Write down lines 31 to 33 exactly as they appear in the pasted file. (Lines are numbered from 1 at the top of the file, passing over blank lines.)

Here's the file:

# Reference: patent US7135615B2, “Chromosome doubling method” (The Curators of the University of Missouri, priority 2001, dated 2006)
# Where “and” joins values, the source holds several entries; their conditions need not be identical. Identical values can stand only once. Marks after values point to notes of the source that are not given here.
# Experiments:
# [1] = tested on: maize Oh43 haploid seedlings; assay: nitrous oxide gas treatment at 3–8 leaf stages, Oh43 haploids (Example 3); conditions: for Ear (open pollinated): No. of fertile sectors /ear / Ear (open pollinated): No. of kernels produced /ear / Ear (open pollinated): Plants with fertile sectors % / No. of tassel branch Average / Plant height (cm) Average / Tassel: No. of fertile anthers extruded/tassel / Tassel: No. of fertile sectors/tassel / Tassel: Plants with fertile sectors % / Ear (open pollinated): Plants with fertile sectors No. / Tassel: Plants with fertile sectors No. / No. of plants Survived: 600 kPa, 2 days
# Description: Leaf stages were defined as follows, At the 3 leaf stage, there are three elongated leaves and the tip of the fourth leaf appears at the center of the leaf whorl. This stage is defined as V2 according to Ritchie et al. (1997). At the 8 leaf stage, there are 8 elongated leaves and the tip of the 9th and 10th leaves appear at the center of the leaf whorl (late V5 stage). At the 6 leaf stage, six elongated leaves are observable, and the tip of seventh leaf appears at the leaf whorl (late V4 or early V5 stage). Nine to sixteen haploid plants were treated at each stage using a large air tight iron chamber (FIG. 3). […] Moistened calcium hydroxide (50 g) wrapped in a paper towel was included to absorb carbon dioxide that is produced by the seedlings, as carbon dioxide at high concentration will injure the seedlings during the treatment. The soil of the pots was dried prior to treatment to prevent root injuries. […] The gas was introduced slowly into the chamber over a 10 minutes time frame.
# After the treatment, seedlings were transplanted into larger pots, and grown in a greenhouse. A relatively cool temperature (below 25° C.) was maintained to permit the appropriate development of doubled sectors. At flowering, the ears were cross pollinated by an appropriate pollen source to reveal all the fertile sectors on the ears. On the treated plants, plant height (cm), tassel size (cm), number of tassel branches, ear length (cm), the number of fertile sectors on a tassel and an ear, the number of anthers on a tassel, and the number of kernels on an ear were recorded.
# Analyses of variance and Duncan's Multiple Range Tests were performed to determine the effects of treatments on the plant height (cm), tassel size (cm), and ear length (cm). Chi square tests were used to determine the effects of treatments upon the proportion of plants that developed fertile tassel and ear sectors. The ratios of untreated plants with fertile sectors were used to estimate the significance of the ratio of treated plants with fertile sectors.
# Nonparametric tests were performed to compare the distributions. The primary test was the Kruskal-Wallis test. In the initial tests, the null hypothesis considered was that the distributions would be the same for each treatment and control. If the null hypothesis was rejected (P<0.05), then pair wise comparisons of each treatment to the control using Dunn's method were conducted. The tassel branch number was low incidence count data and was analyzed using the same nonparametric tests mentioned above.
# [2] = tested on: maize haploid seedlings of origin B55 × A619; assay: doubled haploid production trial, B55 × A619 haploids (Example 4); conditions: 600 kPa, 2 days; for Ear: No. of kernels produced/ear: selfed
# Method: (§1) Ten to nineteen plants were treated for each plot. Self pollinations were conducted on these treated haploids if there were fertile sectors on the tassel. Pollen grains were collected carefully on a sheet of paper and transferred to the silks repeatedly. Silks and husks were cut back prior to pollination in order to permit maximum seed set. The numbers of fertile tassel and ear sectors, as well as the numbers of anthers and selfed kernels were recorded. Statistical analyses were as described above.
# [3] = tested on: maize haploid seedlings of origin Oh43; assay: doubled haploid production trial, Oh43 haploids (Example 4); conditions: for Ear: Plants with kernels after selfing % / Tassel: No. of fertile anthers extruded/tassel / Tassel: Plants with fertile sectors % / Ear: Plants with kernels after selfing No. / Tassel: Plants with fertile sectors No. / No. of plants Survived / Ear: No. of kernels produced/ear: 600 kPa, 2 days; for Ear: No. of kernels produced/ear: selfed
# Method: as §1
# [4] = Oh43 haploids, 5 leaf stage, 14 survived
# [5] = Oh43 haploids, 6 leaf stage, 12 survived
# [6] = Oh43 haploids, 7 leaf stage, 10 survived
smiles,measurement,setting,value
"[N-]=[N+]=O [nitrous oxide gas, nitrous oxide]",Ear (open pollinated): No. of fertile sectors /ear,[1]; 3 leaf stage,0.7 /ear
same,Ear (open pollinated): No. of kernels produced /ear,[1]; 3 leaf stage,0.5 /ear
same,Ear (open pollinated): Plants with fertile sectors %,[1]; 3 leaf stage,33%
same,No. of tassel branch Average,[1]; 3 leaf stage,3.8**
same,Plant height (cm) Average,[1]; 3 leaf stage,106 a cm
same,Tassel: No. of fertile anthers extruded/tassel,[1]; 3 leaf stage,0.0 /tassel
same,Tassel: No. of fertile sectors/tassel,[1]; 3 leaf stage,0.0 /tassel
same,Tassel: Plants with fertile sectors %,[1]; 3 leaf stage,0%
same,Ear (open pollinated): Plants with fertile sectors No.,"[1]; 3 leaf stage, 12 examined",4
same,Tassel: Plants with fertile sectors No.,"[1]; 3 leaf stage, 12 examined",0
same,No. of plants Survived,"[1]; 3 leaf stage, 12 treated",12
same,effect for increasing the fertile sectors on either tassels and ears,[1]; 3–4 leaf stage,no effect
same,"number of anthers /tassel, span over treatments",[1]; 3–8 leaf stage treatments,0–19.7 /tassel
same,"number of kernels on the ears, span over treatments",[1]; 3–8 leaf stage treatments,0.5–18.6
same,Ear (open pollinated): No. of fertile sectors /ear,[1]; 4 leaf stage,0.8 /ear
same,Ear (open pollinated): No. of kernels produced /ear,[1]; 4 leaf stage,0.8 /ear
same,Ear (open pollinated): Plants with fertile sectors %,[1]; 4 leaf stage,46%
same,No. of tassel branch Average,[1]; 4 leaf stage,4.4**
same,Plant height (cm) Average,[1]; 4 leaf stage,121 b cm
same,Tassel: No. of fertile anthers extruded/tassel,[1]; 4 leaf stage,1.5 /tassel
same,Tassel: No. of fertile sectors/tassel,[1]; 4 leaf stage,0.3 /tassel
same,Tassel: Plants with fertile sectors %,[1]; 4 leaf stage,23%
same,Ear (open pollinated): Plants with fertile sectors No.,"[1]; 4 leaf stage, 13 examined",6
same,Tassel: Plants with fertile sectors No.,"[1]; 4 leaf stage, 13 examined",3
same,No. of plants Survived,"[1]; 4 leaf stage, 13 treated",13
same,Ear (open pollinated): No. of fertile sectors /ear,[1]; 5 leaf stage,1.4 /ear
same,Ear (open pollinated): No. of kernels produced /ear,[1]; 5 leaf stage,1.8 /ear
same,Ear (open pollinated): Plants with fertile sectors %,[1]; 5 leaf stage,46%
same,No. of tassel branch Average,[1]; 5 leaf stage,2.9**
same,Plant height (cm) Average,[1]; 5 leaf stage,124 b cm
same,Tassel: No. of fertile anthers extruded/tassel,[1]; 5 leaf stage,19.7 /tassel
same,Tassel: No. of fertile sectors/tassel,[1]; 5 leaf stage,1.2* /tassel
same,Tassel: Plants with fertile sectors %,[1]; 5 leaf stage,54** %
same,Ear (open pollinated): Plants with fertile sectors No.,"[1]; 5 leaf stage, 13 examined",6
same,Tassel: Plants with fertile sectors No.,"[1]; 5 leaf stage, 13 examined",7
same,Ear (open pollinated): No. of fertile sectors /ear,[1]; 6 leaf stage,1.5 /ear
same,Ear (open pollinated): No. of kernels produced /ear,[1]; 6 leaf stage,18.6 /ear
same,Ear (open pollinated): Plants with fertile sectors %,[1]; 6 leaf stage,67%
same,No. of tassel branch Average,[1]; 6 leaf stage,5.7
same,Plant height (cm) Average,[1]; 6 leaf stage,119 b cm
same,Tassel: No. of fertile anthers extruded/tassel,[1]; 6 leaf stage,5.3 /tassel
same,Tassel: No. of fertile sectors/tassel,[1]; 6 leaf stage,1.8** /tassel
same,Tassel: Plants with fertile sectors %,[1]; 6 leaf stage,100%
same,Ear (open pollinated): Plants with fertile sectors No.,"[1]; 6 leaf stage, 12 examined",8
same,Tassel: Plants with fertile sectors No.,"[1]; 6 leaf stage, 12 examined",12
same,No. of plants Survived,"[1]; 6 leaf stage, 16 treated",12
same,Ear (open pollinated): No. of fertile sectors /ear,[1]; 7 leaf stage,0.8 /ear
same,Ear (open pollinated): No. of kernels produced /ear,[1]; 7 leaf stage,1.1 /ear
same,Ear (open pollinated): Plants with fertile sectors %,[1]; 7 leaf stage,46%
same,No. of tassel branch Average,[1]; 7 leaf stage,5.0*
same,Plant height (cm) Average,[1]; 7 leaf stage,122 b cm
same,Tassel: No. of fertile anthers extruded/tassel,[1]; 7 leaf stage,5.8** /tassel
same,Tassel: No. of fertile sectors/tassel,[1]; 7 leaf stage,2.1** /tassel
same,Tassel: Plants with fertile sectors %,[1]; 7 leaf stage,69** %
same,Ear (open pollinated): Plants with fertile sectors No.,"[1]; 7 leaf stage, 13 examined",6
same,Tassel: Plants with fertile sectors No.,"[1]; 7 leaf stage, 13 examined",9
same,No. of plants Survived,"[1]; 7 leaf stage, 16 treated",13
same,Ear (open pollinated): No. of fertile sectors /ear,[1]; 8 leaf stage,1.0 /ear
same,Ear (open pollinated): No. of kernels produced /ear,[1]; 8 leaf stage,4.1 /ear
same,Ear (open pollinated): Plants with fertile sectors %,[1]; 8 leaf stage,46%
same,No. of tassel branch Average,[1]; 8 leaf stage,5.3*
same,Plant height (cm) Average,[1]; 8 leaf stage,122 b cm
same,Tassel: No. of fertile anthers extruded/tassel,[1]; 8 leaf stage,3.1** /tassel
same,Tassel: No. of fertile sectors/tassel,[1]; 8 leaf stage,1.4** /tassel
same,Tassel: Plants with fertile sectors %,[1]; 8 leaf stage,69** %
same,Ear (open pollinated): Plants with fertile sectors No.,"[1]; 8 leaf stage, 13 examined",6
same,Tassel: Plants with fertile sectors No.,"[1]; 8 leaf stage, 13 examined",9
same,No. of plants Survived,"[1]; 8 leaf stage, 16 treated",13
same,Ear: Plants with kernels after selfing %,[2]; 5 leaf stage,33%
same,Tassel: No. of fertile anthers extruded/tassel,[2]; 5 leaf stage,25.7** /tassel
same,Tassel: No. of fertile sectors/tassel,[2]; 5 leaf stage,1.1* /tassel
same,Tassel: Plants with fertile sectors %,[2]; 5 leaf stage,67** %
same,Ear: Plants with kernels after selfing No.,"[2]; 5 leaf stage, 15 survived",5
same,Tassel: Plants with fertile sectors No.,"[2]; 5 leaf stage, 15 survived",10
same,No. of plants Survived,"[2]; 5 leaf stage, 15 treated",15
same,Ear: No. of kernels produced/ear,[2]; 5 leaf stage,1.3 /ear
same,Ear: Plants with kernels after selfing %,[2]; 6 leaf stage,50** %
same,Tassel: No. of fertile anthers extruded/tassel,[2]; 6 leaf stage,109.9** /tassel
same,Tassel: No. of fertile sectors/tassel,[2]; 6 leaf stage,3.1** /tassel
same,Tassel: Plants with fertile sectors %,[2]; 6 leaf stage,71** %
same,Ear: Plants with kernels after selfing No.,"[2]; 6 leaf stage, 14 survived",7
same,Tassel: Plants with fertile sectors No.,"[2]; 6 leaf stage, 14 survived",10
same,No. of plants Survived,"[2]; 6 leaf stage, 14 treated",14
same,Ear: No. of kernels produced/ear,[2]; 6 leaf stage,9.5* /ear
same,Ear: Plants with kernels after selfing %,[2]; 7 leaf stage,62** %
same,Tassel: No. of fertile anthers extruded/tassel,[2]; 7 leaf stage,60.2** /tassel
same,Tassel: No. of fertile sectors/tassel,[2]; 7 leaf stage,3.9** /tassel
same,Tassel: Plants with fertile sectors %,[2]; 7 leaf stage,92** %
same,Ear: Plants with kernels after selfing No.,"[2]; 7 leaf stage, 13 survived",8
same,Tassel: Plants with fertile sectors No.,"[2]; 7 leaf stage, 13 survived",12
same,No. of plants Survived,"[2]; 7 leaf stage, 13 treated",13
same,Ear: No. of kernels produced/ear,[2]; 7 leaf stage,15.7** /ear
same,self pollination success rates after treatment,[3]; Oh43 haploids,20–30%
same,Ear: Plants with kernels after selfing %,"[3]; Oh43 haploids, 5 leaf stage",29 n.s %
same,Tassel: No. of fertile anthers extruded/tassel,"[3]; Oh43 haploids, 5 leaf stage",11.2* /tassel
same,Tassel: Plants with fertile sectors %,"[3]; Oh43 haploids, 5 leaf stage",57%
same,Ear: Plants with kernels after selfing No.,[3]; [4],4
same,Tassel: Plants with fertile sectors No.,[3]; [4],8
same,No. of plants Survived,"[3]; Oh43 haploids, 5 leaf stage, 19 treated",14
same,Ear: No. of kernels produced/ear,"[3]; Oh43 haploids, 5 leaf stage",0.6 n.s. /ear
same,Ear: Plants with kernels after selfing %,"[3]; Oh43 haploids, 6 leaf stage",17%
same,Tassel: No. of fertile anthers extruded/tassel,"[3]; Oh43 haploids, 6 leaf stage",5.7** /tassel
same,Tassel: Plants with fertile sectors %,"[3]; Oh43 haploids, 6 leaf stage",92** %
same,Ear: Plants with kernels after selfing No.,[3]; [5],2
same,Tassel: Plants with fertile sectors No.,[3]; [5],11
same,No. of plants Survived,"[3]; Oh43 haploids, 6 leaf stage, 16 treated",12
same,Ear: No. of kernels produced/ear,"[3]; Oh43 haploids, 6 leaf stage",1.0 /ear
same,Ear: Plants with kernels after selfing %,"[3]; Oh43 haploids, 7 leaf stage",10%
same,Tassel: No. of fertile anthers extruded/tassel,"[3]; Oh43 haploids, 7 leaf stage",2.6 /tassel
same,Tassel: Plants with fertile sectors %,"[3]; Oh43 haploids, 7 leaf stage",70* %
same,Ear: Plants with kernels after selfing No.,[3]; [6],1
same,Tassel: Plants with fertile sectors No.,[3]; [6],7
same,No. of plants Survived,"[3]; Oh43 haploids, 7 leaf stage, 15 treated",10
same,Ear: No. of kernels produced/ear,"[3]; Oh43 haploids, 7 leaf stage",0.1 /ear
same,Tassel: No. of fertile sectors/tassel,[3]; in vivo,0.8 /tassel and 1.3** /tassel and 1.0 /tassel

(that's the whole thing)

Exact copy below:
same,Ear (open pollinated): No. of fertile sectors /ear,[1]; 4 leaf stage,0.8 /ear
same,Ear (open pollinated): No. of kernels produced /ear,[1]; 4 leaf stage,0.8 /ear
same,Ear (open pollinated): Plants with fertile sectors %,[1]; 4 leaf stage,46%